• I never knew there were so many products around our lives that use Windows CE and XP Embedded, from gas pumps, stage lighting controllers, IPTV set top boxes, slot machines, heart monitors, juke boxes, to home automation systems. There is an incredible range of products and Microsoft is becoming a force in the embedded device world. I can understand the fear some have of Microsoft dominating the world, but from an IT perspective having a single development environment is great.

Although there was no breakthrough announcements at this conference, it provided developers with a chance to understand how the embedded developer community can leverage Visual Studio 2005 with the current 5.0 and the beta 6.0 releases. There was no real news for the XP embedded crowd other than the new Point Of Service platform which seems to be a hit with NCR and IBM. My observation of the crowd of developers at the conference found the majority using the Treo 700w or the HTC Wizard (T-Mobile MDA/Cingular 8125/QTEK 9100), there were a couple of OQO’s and Jasjar’s. As I had expected there were only a handful of folks with traditional cell phones, and somewhat surprising only a couple people with Bluetooth headset. All in all, I think this was a good conference, however the Microsoft conference questionnaire did pose the question on whether this conference should only be held when a major announcement is made (a la PDC) or annually as it has been. It will be interesting to see what Microsoft does, since Teched could theoretically fill the gap for developers using the released platform.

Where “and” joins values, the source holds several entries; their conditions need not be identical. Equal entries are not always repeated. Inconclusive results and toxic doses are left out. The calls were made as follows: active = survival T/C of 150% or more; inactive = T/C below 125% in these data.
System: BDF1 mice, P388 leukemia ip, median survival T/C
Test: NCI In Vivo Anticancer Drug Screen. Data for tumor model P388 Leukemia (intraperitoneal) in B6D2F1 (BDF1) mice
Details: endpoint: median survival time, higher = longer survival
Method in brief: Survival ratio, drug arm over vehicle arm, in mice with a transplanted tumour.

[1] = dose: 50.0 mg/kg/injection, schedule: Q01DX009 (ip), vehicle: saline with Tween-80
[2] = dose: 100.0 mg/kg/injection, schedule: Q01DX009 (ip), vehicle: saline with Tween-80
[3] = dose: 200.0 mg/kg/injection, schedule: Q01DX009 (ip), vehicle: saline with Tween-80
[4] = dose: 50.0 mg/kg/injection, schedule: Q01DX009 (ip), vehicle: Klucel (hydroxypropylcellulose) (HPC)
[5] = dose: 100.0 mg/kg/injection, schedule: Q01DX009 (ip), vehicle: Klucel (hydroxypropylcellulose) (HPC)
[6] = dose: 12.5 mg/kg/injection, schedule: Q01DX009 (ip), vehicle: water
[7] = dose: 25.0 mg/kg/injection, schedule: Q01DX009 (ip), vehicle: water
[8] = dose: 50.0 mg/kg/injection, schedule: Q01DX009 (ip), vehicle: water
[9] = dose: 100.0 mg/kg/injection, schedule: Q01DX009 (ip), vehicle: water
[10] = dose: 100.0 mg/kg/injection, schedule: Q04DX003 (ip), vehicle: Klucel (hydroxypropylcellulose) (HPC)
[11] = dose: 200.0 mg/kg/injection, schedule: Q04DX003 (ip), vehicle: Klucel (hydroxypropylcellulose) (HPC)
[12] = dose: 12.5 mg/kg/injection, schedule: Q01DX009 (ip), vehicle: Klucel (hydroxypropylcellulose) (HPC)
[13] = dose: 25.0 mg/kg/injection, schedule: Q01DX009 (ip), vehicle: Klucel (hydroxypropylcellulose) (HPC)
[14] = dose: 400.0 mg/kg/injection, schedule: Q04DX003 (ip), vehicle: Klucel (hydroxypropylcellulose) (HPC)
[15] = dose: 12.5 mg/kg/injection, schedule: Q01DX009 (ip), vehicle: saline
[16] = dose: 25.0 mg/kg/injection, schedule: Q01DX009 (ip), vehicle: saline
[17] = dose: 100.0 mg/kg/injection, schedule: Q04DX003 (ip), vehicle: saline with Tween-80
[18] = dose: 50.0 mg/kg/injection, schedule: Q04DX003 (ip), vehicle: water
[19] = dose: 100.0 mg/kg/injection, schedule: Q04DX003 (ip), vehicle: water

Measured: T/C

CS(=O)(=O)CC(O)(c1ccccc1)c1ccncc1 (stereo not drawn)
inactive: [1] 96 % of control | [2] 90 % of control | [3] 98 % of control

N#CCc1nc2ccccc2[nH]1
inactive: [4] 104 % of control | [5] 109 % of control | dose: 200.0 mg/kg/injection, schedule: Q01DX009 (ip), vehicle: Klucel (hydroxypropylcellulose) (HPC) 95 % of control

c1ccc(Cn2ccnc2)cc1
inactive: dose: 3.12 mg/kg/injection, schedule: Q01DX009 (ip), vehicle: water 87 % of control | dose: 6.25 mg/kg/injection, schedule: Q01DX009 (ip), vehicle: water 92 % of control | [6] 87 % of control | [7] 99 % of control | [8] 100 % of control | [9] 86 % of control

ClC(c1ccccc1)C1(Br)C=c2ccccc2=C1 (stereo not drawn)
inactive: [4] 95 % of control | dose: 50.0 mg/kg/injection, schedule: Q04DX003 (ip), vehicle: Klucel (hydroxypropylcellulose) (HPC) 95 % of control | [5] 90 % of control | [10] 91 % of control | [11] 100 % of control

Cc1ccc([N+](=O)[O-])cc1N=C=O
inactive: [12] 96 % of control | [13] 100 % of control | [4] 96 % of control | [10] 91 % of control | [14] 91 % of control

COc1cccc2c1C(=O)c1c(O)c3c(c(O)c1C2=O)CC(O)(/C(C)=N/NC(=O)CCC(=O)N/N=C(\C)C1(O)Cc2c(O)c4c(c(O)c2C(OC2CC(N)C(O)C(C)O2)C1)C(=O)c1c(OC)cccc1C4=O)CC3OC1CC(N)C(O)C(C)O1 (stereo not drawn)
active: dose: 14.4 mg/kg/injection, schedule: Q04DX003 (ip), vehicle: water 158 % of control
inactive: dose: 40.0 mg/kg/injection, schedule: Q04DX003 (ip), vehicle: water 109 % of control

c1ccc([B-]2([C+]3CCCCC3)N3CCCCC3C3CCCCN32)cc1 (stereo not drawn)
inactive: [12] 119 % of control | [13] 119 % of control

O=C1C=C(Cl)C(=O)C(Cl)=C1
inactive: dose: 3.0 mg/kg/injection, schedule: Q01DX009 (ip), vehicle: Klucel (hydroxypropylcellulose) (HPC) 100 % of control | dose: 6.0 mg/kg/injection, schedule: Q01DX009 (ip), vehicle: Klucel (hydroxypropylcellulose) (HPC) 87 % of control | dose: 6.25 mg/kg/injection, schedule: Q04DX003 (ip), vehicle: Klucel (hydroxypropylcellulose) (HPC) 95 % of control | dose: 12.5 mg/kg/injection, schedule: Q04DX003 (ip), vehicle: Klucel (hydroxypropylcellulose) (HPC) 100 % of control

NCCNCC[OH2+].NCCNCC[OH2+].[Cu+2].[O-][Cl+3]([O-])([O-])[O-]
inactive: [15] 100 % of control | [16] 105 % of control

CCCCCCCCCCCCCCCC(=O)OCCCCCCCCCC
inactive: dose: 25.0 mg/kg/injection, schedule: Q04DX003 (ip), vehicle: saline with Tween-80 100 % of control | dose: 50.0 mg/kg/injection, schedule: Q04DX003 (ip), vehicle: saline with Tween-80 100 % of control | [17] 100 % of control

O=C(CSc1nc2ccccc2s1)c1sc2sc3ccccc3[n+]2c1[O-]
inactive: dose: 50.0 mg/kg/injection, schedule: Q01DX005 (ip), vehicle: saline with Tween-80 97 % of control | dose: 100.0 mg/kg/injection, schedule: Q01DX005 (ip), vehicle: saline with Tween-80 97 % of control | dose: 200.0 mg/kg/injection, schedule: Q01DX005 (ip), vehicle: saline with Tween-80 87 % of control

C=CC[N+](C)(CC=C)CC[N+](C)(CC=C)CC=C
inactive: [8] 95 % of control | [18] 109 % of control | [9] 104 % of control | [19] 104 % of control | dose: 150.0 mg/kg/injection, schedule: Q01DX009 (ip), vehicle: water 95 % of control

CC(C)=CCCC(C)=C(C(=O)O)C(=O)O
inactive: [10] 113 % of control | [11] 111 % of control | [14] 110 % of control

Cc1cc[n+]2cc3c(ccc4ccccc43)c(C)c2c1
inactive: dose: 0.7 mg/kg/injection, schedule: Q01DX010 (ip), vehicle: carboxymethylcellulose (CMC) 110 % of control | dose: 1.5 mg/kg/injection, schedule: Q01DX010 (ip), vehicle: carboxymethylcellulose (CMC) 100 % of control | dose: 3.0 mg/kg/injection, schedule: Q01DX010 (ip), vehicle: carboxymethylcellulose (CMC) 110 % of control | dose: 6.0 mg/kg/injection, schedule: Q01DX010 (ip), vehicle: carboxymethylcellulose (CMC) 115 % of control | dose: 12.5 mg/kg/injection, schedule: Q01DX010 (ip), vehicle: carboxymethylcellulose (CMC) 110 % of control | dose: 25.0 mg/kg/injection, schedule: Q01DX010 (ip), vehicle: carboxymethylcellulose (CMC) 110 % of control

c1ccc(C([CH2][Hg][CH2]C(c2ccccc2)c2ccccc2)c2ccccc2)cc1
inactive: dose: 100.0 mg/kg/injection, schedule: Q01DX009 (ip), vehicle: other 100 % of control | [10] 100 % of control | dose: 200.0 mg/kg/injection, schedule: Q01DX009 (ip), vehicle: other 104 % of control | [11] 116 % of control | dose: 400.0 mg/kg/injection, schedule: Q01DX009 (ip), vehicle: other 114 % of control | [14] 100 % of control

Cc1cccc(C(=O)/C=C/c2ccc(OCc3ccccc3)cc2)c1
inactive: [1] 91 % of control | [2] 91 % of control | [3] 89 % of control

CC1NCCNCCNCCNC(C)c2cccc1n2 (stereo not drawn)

Navigation: Part 1, Part 2, Part 3, Part 4, Part 5, Part 6, Part 7, Part 8, Part 9, Part 10

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About The Author
Stephen Schenck
Stephen has been writing about electronics since 2008, which only serves to frustrate him that he waited so long to combine his love of gadgets and his degree in writing. In his spare time, he collects console and arcade game hardware, is a motorcycle enthusiast, and enjoys trapping blue crabs. Stephen's first mobile device was a 624 MHz Dell Axim X30, which he's convinced is still a viable platform. Stephen longs for a market where phones are sold independently of service, and bandwidth is cheap and plentiful; he's not holding his breath. In the meantime, he devours smartphone news and tries to sort out the juicy bitsRead more about Stephen Schenck!